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annual Home Office statistics on animal research

On Wednesday 20th July the Home Office published its 2015 statistics on animals used in scientific procedures as well as the Animals in Science Regulation Unit (ASRU) annual report. Journalists came along to hear the latest figures from two Home Office officials, along with responses from three leading experts who have a broad overview of animal research and gave their thoughts on the reasons behind any rise or fall in the statistics or issues raised in the report. read more

expert reaction to alternative for animals during toxicity testing

Studies which assess the toxicology of new drugs typically have some element of animal testing, and a paper published in the journal Nature Communications has described a method using in vitro tests which are carried out without animals. The authors report that these tests were better than animal models at predicting toxicity of drugs to humans. read more

Annual Home Office statistics on animal research

This briefing focused on the publication from the Home Office of its 2014 statistics on animals used in scientific procedures as well as the Animals in Science Regulation Unit (ASRU) annual report for 2014. The latest figures were presented alongside responses from three leading experts who have a broad overview of animal research could give their thoughts on the reasons behind any changes in the statistics or issues raised in the annual report. The ‘Statistics of Scientific Procedures on Living Animals 2014’ is compiled from returns provided by project licence holders. The annual report provides an account of the Home Office’s activities in relation to the regulation of animal testing. read more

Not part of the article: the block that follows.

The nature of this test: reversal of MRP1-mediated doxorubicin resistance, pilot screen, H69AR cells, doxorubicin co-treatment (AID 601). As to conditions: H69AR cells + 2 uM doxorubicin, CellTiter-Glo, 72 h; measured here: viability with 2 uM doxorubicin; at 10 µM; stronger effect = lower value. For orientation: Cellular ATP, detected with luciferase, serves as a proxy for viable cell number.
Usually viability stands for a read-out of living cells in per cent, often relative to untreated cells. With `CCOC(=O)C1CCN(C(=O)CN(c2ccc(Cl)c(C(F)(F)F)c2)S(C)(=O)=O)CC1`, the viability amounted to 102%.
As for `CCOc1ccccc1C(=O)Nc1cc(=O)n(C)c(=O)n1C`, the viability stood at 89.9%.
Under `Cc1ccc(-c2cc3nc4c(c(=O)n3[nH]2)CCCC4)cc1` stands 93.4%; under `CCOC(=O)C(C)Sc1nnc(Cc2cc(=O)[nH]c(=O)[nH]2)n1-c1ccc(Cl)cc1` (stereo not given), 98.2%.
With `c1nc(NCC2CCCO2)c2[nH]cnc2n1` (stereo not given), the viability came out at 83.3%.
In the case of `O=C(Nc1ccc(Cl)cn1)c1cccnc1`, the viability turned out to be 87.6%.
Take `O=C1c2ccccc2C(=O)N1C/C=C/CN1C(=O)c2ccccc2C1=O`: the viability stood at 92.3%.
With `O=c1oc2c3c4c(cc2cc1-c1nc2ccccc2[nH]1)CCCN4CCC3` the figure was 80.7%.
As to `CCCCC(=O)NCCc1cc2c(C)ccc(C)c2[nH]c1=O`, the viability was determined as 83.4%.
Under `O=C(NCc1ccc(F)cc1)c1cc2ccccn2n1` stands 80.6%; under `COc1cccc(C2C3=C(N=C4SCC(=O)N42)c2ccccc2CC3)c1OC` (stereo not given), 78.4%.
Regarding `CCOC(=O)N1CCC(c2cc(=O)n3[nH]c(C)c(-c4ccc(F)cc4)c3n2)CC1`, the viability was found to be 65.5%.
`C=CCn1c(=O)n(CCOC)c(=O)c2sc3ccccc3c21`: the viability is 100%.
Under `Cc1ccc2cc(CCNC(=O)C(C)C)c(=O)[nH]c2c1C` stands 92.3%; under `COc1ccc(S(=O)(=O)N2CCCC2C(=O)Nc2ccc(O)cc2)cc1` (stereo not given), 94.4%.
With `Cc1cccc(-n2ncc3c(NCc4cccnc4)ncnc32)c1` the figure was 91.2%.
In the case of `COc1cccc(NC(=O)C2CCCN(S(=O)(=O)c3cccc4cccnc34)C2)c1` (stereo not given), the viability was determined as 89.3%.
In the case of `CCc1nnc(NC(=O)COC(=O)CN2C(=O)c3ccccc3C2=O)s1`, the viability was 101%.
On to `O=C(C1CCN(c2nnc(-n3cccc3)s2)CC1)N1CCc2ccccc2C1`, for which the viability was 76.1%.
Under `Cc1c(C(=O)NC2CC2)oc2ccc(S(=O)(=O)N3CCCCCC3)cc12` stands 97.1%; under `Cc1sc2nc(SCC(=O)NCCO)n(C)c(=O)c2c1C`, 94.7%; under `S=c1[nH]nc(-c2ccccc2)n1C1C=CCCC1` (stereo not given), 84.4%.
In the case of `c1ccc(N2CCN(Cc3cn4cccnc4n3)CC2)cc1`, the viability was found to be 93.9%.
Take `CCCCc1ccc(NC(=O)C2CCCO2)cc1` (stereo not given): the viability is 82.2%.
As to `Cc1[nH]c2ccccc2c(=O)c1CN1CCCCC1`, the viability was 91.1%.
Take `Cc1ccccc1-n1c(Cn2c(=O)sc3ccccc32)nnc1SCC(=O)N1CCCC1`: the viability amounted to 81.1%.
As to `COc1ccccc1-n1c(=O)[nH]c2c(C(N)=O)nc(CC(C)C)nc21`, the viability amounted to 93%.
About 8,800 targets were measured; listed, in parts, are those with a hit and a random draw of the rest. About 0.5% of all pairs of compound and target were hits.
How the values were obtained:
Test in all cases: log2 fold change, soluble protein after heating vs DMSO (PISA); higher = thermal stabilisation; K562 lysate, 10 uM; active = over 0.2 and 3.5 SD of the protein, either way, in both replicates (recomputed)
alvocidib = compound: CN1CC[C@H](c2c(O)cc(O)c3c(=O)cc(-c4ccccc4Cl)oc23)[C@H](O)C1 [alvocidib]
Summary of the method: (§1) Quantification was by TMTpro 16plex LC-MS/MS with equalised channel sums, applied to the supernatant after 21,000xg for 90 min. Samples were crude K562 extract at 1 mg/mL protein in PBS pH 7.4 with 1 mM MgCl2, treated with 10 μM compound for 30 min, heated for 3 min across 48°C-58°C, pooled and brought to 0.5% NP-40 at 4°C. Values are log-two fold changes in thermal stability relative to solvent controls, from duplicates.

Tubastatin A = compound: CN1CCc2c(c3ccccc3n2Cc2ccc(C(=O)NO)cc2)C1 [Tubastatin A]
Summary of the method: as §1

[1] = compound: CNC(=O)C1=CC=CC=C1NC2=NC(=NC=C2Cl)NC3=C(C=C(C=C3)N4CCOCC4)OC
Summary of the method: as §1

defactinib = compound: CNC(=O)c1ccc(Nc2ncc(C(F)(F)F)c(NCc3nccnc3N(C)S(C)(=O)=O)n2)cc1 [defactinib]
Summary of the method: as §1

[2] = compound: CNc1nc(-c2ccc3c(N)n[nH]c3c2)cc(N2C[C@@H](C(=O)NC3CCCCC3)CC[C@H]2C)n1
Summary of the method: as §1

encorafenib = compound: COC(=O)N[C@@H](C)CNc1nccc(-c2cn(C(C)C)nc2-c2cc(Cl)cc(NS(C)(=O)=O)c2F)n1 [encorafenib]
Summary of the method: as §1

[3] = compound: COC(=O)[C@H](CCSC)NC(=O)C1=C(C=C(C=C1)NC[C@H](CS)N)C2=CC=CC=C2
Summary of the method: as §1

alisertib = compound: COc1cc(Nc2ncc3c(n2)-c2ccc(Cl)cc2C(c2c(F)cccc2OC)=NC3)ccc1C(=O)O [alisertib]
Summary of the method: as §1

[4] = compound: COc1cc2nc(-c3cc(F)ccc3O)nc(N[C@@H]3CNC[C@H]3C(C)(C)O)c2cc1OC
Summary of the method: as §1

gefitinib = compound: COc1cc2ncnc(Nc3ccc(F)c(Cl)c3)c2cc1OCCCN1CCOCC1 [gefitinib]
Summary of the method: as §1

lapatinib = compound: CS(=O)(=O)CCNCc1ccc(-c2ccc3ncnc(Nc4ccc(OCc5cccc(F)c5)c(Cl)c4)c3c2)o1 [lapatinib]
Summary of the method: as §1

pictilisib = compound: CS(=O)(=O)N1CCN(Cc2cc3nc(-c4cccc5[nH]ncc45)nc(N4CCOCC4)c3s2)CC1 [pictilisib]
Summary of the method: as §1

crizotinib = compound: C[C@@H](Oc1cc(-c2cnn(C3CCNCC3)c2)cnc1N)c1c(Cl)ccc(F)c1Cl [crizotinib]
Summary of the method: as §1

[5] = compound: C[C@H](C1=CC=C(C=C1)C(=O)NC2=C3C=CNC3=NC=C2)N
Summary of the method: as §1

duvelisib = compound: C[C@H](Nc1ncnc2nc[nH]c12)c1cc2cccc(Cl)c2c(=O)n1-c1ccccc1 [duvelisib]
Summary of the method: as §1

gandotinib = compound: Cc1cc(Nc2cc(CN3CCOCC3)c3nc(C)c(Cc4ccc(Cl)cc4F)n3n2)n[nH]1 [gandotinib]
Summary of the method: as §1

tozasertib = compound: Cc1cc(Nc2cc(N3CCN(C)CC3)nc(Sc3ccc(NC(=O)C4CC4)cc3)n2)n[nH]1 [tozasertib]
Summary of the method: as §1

questioning the quality of animal research

Animal studies are a vital part of scientific endeavour, particularly for clinical trials, but it is vital that the information gleaned from them is robust and that animals are not being put through unnecessary procedures. Researchers have been doing a systematic review of trials and assessed them for their statistical robustness. read more

expert reaction to new study examining robustness of animal-based research over the last 70 years

Animal studies are a vital part of scientific endeavour, particularly for clinical trials, but it is vital that the information gleaned from them is robust and that animals are not being put through unnecessary procedures. Researchers have been doing a systematic review of trials and assessed them for their statistical robustness. The research, published in PLoS Biology, looks at issues such as randomisation and blinding which increase rigour and reduce the risk of bias. read more

what can animals tell us about psychiatry?

Psychiatry has made huge leaps in recent years as it has become ever more scientific in nature. Our understanding of disorders, drugs and therapies has grown dramatically, much of it through research with animals. But are mice and rats good models for these complex diseases, can depression in dogs really equate with depression in people, and how much does that matter? read more

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